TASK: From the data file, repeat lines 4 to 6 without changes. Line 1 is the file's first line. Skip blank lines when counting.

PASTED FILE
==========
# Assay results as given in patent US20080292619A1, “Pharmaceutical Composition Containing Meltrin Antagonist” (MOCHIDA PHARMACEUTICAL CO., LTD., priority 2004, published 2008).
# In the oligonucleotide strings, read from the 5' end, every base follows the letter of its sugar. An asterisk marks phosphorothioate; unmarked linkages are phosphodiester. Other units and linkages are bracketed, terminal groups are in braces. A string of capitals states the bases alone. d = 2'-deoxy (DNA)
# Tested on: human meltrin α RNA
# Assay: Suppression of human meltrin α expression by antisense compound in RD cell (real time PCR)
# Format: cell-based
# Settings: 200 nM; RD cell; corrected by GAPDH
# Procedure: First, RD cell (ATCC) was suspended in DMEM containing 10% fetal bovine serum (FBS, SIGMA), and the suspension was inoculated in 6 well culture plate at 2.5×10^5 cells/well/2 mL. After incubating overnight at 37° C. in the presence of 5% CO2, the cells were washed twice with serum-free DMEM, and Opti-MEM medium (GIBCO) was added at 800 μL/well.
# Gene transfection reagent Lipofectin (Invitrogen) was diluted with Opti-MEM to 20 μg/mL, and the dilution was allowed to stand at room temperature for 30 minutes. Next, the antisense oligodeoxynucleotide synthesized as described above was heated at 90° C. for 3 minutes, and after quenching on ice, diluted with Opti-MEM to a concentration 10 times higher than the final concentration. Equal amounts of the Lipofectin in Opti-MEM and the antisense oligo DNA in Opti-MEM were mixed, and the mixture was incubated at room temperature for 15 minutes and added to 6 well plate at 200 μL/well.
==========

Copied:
# Assay: Suppression of human meltrin α expression by antisense compound in RD cell (real time PCR)
# Format: cell-based
# Settings: 200 nM; RD cell; corrected by GAPDH